15: The Bruins will still be good. They have the best two-way player in the world in Patrice Bergeron (who is way better than David Krejci), one of top three defensemen in the league, and the best goaltender alive in Tuukka Rask. However, they’ve been hurt with some losses on defense and some of their depth players are getting older and less effective, like Chris Kelly and Dan Paille. And for some reason, Claude Julien continues to insist on carrying an enforcer. As his better players age, that may come back and hurt him (Julien is still without a doubt one of the best five coaches in the league).
16: Out west, St. Louis finally takes the next step. Bolstered by the additions of Paul Stastny and Carl Gunnarsson to an already very good team, they also get a breakout from Tri-City Storm alum Jaden Schwartz. The Blues win the Central by a nose over the Blackhawks. Ken Hitchcock’s one question mark is goaltending, but with a team that good and stacked from top to bottom, Brian Elliott should be able to hold the fort. Don’t let their early playoff exits the last few years fool you. They’ve lost to the Kings or the Blackhawks in each of the last three seasons. They’re thisclose.
17: Dallas will continue their meteoric rise by finishing third in the Central, behind St. Louis and Chicago. Jim Nill has added two top-flight centers in two offseasons, which really is absurd when you think about it because the Capitals have been searching for one since I was in middle school. Jamie Benn and Tyler Seguin continue to run roughshod on opponents while Ales Hemsky puts up a career high in points on a very good possession team. Valeri Nichushkin is unleashed as a 6-4, 240 pound freakshow and, like Schwartz in St. Louis, breaks out in a big way alongside Benn and Seguin.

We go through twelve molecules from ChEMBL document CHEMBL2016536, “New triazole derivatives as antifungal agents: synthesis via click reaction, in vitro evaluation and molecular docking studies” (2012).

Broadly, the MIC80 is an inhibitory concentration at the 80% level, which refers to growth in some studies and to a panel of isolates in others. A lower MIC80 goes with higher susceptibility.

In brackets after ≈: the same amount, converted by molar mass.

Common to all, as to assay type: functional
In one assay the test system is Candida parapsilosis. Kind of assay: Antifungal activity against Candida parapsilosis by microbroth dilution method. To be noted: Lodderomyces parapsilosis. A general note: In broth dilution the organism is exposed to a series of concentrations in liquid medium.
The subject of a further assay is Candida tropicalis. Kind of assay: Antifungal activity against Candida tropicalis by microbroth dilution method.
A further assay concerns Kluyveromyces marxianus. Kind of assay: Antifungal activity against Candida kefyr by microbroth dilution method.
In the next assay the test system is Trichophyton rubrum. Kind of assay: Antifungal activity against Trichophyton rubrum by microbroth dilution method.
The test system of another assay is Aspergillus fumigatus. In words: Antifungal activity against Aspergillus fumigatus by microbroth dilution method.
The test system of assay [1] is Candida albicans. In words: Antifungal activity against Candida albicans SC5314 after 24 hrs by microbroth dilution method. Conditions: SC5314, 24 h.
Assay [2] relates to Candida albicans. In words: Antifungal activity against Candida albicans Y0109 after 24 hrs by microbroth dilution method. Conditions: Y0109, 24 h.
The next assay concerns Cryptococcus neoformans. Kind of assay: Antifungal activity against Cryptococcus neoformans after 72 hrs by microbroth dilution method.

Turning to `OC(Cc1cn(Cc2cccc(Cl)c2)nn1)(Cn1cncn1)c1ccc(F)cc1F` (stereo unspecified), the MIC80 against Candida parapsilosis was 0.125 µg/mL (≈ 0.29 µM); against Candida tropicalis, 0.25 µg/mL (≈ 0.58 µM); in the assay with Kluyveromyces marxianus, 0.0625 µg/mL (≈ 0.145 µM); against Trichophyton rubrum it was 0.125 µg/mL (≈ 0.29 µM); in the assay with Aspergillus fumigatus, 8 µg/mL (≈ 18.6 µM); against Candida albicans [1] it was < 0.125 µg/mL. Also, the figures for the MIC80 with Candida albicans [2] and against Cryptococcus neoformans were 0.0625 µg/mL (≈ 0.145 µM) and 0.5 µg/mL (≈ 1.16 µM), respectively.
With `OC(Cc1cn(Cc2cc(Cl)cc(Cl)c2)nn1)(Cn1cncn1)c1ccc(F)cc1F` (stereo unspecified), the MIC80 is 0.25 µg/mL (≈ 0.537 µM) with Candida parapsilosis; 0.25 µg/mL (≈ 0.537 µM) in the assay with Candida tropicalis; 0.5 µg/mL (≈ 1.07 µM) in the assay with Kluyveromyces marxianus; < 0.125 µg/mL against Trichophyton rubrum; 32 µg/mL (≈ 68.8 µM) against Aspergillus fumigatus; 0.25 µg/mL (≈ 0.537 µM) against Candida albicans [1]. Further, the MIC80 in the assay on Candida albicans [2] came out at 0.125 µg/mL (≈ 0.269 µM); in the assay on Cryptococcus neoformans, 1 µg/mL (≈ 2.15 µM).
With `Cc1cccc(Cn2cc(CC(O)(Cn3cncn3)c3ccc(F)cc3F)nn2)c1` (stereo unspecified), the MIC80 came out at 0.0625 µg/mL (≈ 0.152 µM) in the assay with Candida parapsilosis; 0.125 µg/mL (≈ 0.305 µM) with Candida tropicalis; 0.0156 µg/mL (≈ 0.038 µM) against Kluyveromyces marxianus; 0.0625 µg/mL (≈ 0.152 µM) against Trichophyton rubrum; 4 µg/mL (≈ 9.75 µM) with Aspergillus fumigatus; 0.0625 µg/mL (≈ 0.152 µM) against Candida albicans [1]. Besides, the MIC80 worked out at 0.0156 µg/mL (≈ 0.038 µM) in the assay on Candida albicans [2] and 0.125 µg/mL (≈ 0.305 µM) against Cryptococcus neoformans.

18: The Kings have a bit of a Stanley Cup hangover before dominating the Pacific Division, winning it at least 6 points clear of San Jose and Vancouver, who are better than people think. Jonathan Quick continues to be regarded as one of the very best goalies in all of hockey despite posting a league-average save percentage on one of the best defensive teams in the league. Darryl Sutter works wonders with another batch of young players coming up through the Kings’ system.
19: Colorado, Minnesota, Philadelphia, Ottawa, and Detroit all disappoint. Three of them miss the playoffs (and one probably won’t be Minnesota). Paul MacLean gets fired because the Senators traded away Ben Bishop for someone currently playing in New York.
20: The 2015 NHL Awards will be as follows:
Art Ross Trophy: Sidney Crosby. Duh.
Hart Memorial Trophy: Sidney Crosby. Duh.
Ted Lindsay Award: Sidney Crosby. Duh.
Rocket Richard Trophy: Steven Stamkos. He’s healthy, he’s motivated, and his team is gooood.
Selke Trophy: Anze Kopitar. Bergeron is the best two-way forward in the game, but voters give it to Kopitar after another wonderful season in the Western Conference gauntlet. Jonathan Toews finishes third in the voting.
Norris Trophy: Erik Karlsson. The Senators’ newly minted captain puts up a point per game as one of the only elite offensive threats on his team. He is the lone bright spot in Canada’s capital. He narrowly beats out Drew Doughty, who has a great season but makes a run at the Norris as a result of his playoff performance last spring. Alex Pietrangelo finishes third. Zdeno Chara probably deserves to win.
Vezina Trophy: Tuukka Rask. The Bruins’ goaltender tightens his vice-like grip on the title of best goalie in hockey. Henrik Lundvist and Carey Price finish second and third, respectively.
Calder Trophy: Filip Forsberg. Because of course.
Jack Adams Award: Jon Cooper. He probably deserved it last year, but was beaten out by Semyon Varlamov. With a better team, he’s likely to capture the award in only his second full season. Barry Trotz and Darryl Sutter finish second and third.
21: I think the Kings win the Stanley Cup again, beating the Blues in the West final and the Canadiens (who beat the Penguins in the East final) in the Cup final. If any team can repeat, it’s them. Doughty wins the Conn Smythe.